This limited method meant less success for the French vegan movement, Cherry says. But she observes that the vegan movement has indeed stalled. She claims that people sometimes identify as vegetarian without significantly reducing or eliminating animal products from their diet, and notes the U.S.’s all-time-high meat consumption. She also argues that many flexitarian organizations don’t actually encourage people to eat less meat; they merely encourage them to eat more other things, which might not end up in people actually reducing their meat intake.
Nevertheless, Cherry says she’s not 100 percent convinced that by promoting meat reduction, the vegan movement is setting itself up for failure. “I interviewed almost 100 vegans or vegan animal-rights activists and most of them went vegan in stages rather than all at once, so I don’t think that accepting veganism as the end stage of several other steps is actually a problem for the animal-rights movement,” she says.
Gene Baur, the president of the animals-right nonprofit Farm Sanctuary, says that incrementalism can work in most cases, especially when it’s not just people’s hearts you’re trying to change, but a social and economic system. In the ’90s, Farm Sanctuary reached out to local restaurants, urging them to serve more plant-based foods. One of those local restaurants was Burger King. “They decided to sell a veggie burger, and that became a nationwide veggie burger,” Baur says. “So in my mind, Burger King having a veggie burger is a good thing when it comes to promoting the goal of plant-based eating.”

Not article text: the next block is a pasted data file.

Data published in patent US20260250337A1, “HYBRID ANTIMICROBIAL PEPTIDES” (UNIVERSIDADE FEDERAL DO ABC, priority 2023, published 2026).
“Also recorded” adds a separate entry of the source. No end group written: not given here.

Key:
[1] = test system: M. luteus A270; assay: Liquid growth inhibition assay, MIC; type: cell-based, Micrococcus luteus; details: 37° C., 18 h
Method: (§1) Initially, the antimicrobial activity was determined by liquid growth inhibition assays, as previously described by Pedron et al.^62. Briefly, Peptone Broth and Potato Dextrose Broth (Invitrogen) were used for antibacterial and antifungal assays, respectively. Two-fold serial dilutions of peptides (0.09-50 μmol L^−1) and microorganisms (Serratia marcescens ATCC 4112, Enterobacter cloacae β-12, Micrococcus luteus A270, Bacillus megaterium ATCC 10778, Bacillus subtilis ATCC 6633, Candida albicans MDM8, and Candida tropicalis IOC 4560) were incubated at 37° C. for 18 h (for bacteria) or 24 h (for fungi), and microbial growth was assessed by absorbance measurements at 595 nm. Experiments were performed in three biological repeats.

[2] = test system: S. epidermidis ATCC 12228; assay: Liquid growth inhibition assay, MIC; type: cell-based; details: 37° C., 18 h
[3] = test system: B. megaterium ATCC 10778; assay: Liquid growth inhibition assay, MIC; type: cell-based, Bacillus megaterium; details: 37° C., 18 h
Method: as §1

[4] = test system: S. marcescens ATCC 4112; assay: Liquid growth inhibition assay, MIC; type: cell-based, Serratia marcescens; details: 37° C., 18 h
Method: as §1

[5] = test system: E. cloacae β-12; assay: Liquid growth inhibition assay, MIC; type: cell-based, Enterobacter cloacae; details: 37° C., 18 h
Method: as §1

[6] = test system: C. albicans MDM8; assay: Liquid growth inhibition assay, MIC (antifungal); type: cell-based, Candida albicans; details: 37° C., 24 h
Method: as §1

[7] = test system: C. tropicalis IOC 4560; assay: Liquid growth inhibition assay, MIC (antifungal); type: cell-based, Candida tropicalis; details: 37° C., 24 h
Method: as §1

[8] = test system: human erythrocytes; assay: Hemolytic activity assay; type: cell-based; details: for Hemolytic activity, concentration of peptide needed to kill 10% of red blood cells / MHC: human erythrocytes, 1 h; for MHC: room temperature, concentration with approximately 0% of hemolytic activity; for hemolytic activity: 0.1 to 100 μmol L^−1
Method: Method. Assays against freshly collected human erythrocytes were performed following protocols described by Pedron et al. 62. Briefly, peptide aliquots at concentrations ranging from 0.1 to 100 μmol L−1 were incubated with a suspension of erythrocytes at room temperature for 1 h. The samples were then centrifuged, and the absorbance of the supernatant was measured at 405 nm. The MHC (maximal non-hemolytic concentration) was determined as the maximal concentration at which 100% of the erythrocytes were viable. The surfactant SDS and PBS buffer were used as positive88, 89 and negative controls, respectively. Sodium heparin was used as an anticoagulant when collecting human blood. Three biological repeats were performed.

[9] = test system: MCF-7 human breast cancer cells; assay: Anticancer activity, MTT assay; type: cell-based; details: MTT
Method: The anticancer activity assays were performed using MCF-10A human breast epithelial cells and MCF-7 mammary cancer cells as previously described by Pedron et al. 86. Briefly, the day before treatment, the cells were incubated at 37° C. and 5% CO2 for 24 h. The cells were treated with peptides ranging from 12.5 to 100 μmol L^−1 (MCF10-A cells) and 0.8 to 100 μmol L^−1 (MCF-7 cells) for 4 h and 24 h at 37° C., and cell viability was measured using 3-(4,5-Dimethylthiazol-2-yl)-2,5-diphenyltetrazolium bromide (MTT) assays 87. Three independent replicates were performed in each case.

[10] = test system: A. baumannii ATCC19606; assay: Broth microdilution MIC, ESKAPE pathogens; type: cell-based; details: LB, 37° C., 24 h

When California’s Proposition 2, which placed regulations on how tightly animals are allowed to be packed into cages, passed in 2008, Baur adds, “there was a decline in meat consumption and, generally speaking, a decline in animal production.”
Still, Baur acknowledges that meat consumption rose this year, an issue he thinks stems from the huge agricultural industry. “When these foods are cheap and accessible and highly marketed, people tend to eat them,” he says.
Nina Gheihman, a doctoral student at Harvard who studies veganism, agrees with Wrenn’s findings that flexitarianism, as an acceptable end goal within the vegan and vegetarian movements, is damaging. But Gheihman says that the movement should be welcoming to those at its boundaries who may not be ready to dive right into veganism. “I do believe that flexitarianism as an initial approach is worthwhile, as there are many people who are not willing to adopt the ideological stance of the animal-rights movement within a society that does not yet embrace it. As well, they may have alternate motivations for following a plant-based diet, including health and environmentalism, and I believe these motivations are as valid as that of animal rights.”
In Wrenn’s view, “becoming bureaucratic” stifles social movements’ “ability to create meaningful social change.” But Baur argues that it’s more complex than that: Some organizations do become successfully bureaucratic, bigger, and more mainstream, while others lose integrity and are co-opted. “It is personal and also systemic and structural,” he says. “It’s a legitimate thing to be aware of and concerned about, but I don’t think it applies across the board.”